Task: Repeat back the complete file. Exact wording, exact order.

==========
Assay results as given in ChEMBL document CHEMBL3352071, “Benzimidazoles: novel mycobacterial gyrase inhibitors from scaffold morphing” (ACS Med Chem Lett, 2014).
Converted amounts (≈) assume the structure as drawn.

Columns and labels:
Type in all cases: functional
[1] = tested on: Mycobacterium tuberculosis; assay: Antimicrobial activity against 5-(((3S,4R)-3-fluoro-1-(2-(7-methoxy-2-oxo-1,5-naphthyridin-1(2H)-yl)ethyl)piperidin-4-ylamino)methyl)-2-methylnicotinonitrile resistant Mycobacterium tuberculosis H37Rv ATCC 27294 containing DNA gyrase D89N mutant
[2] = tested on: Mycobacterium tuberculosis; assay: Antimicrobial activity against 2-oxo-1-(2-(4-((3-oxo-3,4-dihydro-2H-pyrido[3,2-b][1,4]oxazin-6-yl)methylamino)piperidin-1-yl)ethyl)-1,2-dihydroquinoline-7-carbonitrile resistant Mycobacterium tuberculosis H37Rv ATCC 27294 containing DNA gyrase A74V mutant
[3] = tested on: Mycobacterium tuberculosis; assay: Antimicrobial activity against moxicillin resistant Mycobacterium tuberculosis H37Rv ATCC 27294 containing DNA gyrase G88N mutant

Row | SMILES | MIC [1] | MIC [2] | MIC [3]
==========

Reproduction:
Assay results as given in ChEMBL document CHEMBL3352071, “Benzimidazoles: novel mycobacterial gyrase inhibitors from scaffold morphing” (ACS Med Chem Lett, 2014).
Converted amounts (≈) assume the structure as drawn.

Columns and labels:
Type in all cases: functional
[1] = tested on: Mycobacterium tuberculosis; assay: Antimicrobial activity against 5-(((3S,4R)-3-fluoro-1-(2-(7-methoxy-2-oxo-1,5-naphthyridin-1(2H)-yl)ethyl)piperidin-4-ylamino)methyl)-2-methylnicotinonitrile resistant Mycobacterium tuberculosis H37Rv ATCC 27294 containing DNA gyrase D89N mutant
[2] = tested on: Mycobacterium tuberculosis; assay: Antimicrobial activity against 2-oxo-1-(2-(4-((3-oxo-3,4-dihydro-2H-pyrido[3,2-b][1,4]oxazin-6-yl)methylamino)piperidin-1-yl)ethyl)-1,2-dihydroquinoline-7-carbonitrile resistant Mycobacterium tuberculosis H37Rv ATCC 27294 containing DNA gyrase A74V mutant
[3] = tested on: Mycobacterium tuberculosis; assay: Antimicrobial activity against moxicillin resistant Mycobacterium tuberculosis H37Rv ATCC 27294 containing DNA gyrase G88N mutant

Row | SMILES | MIC [1] | MIC [2] | MIC [3]